Giant Canton Trade Fair starting to lose its lustre with drop in exhibitors
Number of exhibitors slips due to subdued global economy and other cities are starting to give it a run for its money
The number of exhibitors at the autumn session of the mainland's largest trade fair, opening today, has fallen the most since 2009 due to a subdued global economy and weaker currencies in emerging markets.
The twice-yearly Canton Fair, held in three gigantic conference halls in eastern Guangzhou, is a gauge of the mainland's export performance in the following six to nine months.
At a time when the recovery of the US economy is being undermined by concerns about the debt ceiling, the number of exhibitors at the 114th Canton Fair has fallen by 229 to 24,517, the largest drop since 2009, when the global financial crisis saw the number of exhibitors at the spring fair fall by 237. This year is the first time exhibitor numbers have fallen at both the spring and autumn fairs. In 2009, the number of exhibitors rebounded at the autumn fair following the dip in spring.
"The fall in the number of exhibitors hints that the initial recovery in the mainland's export growth will be thwarted by the uncertainty in the US economy," said Linus Yip Sheung-chi, a strategist at First Shanghai Securities. Mainland exports fell 0.3 per cent year-on-year last month after rebounding in July and August. A fall in exports to Southeast Asia, which hit a 17-month low, took most of the blame.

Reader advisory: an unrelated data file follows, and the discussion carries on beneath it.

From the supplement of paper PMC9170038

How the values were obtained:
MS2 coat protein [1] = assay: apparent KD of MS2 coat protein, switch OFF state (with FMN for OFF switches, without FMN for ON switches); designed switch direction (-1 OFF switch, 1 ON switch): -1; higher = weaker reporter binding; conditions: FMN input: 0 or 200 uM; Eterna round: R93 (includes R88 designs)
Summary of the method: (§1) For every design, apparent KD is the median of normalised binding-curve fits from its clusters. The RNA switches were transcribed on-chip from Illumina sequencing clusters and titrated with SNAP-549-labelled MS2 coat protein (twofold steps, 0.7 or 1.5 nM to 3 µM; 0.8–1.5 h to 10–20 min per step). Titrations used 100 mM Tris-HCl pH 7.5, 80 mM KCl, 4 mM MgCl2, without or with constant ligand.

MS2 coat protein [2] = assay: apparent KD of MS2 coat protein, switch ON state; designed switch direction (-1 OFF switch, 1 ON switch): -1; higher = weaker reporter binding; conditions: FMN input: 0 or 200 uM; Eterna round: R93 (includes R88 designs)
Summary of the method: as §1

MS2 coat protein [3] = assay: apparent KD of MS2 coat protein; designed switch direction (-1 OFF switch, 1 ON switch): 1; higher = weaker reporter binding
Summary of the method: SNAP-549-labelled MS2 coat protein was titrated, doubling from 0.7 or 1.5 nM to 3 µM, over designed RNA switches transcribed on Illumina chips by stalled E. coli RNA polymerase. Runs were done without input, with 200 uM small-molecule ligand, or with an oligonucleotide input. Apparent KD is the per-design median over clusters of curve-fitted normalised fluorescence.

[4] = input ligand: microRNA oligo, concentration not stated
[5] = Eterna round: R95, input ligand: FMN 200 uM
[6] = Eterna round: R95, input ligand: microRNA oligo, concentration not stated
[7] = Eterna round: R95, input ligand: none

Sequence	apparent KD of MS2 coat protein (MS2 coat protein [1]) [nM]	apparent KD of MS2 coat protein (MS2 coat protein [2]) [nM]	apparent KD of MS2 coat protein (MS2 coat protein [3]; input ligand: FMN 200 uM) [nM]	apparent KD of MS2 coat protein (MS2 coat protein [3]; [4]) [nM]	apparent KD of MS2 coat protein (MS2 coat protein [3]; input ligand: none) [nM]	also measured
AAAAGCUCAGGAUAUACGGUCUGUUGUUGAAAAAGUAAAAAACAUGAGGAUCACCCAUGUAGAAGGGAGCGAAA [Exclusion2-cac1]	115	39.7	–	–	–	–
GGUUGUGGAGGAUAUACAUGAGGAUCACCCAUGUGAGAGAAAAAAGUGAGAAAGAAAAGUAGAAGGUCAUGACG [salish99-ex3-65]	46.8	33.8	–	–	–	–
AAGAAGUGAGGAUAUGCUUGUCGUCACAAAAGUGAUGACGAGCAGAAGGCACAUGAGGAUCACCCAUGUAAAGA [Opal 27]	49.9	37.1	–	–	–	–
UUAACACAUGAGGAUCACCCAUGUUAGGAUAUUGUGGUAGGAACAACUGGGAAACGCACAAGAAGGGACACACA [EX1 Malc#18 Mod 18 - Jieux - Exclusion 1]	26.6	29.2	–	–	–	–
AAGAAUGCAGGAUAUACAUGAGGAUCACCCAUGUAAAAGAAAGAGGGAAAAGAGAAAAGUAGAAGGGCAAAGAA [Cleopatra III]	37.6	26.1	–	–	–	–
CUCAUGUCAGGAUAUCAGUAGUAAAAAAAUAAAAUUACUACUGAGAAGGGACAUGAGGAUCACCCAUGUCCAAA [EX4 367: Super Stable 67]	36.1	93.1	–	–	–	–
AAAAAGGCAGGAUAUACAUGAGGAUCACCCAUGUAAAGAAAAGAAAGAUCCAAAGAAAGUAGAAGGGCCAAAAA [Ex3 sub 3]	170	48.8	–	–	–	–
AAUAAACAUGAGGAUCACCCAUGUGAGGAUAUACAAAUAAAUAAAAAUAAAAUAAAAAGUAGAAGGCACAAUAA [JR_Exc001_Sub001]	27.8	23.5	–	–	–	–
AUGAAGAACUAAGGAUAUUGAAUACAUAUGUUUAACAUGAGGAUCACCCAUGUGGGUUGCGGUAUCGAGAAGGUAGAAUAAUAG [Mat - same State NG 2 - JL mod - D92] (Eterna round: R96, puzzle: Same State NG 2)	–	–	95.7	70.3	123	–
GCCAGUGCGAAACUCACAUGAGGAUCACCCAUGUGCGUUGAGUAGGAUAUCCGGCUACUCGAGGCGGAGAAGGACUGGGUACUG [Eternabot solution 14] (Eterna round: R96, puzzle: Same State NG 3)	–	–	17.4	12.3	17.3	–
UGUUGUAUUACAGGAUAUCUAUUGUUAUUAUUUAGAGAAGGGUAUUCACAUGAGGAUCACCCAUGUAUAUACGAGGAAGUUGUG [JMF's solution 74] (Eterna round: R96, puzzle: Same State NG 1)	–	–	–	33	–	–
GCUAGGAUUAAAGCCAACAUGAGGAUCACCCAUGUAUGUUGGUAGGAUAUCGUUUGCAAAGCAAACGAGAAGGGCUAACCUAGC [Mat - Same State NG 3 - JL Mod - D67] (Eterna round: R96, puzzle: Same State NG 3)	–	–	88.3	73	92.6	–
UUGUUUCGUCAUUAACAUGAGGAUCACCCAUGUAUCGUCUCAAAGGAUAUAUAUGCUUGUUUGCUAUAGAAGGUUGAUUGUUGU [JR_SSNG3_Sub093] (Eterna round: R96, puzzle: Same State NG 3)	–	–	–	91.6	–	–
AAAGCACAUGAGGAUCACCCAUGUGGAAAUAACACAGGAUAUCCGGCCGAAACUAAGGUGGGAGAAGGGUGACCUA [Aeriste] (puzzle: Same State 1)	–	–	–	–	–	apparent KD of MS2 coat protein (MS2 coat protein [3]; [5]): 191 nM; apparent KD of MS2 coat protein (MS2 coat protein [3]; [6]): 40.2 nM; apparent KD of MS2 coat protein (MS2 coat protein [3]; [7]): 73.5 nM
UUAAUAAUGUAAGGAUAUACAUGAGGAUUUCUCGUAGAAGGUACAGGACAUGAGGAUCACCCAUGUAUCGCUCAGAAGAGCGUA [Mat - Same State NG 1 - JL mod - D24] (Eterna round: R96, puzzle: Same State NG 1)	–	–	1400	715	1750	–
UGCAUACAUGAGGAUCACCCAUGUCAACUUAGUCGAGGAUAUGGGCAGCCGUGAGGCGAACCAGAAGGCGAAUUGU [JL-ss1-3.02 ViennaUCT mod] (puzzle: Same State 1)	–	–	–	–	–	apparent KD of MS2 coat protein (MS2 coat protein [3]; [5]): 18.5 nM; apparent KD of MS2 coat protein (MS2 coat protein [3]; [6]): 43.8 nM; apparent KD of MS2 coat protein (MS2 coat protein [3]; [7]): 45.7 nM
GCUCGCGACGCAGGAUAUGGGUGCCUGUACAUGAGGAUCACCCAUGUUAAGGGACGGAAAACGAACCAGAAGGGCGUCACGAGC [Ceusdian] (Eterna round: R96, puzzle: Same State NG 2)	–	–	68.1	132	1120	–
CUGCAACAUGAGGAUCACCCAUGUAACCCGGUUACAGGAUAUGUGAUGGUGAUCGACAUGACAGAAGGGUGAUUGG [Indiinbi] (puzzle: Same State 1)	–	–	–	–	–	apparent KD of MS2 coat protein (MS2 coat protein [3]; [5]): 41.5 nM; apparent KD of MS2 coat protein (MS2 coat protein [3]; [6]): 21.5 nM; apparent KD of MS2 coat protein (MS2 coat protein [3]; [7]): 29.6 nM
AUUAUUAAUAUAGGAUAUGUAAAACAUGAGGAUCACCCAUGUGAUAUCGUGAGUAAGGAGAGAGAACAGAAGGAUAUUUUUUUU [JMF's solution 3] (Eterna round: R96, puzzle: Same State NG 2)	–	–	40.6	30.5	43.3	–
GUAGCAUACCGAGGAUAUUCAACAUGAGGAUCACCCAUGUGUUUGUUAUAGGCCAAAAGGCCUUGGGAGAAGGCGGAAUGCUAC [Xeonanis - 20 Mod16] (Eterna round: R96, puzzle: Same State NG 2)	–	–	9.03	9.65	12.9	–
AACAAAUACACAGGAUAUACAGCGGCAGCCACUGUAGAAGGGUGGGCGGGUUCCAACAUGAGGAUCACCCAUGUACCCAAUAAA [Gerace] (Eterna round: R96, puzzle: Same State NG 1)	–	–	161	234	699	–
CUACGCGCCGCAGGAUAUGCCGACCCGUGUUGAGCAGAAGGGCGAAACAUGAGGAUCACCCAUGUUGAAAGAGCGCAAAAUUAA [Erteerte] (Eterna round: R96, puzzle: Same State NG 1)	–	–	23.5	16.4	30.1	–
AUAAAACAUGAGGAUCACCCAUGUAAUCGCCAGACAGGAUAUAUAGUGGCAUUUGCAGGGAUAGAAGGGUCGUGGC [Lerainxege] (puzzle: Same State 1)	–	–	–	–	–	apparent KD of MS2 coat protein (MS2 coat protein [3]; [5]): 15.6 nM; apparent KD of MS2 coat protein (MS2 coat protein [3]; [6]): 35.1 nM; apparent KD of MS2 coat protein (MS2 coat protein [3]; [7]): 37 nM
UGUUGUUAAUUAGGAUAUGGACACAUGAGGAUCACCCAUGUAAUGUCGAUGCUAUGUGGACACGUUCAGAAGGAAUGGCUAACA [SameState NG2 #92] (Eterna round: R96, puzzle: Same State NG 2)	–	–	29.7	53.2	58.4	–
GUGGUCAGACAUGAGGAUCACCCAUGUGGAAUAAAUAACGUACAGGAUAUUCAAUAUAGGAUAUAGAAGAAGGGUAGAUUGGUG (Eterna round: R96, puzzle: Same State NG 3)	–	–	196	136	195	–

Emerging markets were one of the driving forces at the spring fair, accounting for more than a third of total contract value. But the negative impact of currency depreciations in emerging markets, including Russia, India, Malaysia, Indonesia, Peru, Thailand and the Philippines, would hang over the autumn fair, economists said.
The decline in exhibitors was the result of a "selection of strength" policy to ensure the quality of the exporting companies, Canton Fair spokesman Liu Jianjun said yesterday.
Guangzhou University economist Liu Songping, an expert on fairs and exhibitions, said a muted outlook for exporters, combined with a steep rise in operating costs for mainland manufacturers, meant the number of small- to medium-sized enterprises was on the decline.
"Only the leading companies or the companies that have their own branding could survive this tough economic situation," Liu said.
Fair spokesman Liu said the number of overseas buyers was expected to be on par with last autumn's session, which saw the number fall 10 per cent to 188,145.
He said an increasing number of big trade fairs in various cities, including Beijing, Shanghai and Yiwu , the largest wholesale market for small commodities on the mainland, meant the long-term importance of the Canton Fair was declining.